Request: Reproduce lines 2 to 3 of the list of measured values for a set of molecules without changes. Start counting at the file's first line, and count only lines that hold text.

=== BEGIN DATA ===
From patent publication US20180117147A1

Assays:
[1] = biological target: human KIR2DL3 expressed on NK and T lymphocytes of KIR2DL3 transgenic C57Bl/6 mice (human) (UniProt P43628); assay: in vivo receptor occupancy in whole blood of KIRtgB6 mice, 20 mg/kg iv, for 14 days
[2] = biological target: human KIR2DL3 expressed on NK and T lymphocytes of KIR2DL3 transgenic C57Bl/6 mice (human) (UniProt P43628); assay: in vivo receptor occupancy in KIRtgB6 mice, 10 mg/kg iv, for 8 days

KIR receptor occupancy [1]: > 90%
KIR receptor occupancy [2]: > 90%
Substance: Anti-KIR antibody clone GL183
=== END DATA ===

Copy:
Assays:
[1] = biological target: human KIR2DL3 expressed on NK and T lymphocytes of KIR2DL3 transgenic C57Bl/6 mice (human) (UniProt P43628); assay: in vivo receptor occupancy in whole blood of KIRtgB6 mice, 20 mg/kg iv, for 14 days